In the summer 2014 issue of Bitch magazine, I wrote about a stereotype that both buoys and burdens black women. With shades of Sapphire’s hardness, the myth embodies the idea of African American women as perpetually tough and uniquely indestructible.
Strong. Black. Woman.
The words fit together like Blue Magic, sizzling hot combs, and Sunday afternoon.
We are the fighters and the women who don’t take shit from no man. We are the sassy women with the sharp tongues and hands firmly on our hips. We are the ride-or-die chicks. We are the women who have, like Sojourner Truth, “plowed and planted and gathered into barns and no man could head me.” We are the mothers who make a way out of no way. On TV, we are the no-nonsense police chiefs and judges. We are the First Ladies with the impressive biceps.
But there is a dirty side to the perceived uncommon strength of black women. Ultimately, the “strong black woman” stereotype is an albatross, at odds with African American women’s very survival. Because, according to pop culture and media, we are also the workhorses. We are the cold, overeducated, career-obsessed sisters who will never marry. We are the indefatigable mamas who don’t need help, the castrating harpies. We are the brawling World Star “hood rats.” We are the women and girls who are unrapeable, whom no one need worry about when we go missing. We are the scary bogeywomen on America’s doorstep in the middle of the night. And, too often, we are the women who dare not give in to our vulnerability, even as we’re breaking, emotionally and physically.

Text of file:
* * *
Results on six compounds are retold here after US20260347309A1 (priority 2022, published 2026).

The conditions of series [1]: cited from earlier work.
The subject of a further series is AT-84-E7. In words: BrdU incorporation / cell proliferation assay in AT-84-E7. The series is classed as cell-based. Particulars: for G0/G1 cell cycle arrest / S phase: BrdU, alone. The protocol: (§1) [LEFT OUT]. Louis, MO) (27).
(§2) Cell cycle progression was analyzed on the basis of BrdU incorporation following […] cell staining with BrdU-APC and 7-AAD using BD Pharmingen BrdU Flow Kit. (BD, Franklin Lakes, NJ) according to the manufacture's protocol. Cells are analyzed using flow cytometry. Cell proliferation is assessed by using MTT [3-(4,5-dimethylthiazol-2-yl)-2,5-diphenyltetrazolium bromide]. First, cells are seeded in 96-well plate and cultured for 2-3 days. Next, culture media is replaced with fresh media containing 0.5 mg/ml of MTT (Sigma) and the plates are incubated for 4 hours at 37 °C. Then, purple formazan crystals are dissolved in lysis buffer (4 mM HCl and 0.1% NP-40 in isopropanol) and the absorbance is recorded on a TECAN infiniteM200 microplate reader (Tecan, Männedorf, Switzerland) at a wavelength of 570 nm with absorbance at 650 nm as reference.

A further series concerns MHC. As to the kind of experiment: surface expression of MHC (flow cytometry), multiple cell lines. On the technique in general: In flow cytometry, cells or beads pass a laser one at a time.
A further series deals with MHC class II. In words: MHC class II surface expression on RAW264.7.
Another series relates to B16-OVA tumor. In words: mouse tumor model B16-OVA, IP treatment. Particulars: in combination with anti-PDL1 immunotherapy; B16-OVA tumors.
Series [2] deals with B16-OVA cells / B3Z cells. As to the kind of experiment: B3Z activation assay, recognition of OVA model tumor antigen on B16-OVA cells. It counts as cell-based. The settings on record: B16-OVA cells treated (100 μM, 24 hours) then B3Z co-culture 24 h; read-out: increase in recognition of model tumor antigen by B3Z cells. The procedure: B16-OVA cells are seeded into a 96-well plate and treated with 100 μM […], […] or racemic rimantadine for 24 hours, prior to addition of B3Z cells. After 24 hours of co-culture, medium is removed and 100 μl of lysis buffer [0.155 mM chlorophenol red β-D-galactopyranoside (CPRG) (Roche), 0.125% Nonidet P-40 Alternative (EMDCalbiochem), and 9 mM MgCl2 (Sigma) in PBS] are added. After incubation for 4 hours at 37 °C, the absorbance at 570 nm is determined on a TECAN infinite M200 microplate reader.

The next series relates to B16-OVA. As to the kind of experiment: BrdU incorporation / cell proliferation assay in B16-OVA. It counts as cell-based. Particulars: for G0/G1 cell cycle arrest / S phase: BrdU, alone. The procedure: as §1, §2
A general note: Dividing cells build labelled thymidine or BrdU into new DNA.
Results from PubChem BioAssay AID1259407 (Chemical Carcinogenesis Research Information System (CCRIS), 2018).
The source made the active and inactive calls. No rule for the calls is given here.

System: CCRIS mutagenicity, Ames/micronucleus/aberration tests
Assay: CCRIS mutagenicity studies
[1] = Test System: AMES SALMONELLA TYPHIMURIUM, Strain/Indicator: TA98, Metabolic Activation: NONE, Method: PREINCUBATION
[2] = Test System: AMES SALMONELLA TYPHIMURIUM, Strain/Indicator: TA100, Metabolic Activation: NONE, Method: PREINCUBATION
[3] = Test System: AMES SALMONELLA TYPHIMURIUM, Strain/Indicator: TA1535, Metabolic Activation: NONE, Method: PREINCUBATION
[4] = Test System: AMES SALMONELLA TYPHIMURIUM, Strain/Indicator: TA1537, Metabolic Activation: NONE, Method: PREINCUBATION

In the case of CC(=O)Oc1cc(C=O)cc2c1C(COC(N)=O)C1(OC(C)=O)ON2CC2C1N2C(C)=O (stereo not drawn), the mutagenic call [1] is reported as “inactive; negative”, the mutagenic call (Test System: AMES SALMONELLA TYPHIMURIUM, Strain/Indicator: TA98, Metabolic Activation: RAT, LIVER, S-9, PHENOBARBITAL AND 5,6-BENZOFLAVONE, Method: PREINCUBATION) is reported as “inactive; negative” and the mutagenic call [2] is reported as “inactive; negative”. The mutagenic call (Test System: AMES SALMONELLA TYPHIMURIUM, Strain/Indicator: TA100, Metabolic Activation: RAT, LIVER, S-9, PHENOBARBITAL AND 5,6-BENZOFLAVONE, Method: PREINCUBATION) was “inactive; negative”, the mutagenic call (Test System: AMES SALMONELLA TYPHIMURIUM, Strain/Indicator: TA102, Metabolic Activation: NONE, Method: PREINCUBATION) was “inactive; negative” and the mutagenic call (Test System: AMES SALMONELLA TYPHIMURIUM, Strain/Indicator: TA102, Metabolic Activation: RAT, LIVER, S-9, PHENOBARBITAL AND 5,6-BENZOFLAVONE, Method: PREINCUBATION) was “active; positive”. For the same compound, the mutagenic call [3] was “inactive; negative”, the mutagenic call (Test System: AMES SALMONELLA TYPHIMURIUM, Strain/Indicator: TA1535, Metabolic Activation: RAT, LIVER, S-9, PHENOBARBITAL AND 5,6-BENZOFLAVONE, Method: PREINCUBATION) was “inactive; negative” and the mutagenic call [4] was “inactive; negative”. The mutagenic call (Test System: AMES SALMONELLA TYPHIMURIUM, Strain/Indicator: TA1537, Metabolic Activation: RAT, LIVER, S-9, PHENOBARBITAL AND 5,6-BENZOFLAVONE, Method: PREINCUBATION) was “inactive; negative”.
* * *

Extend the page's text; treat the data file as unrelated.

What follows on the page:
Many women find undeniable truth, liberation, and empowerment in the “strong black woman” meme. Heidi Renée Lewis says, “There are times when I assume that black woman resilience—the kind that allows you to face racism and sexism and heterosexism on a daily basis and still maintain your sanity and your health. I love that part of the strength that black women have had to have. That strength is real.”
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Moments in Alright
Black women have a strong work ethic. Among all women, they have the highest rate of workforce participation.
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Black (Woman) Power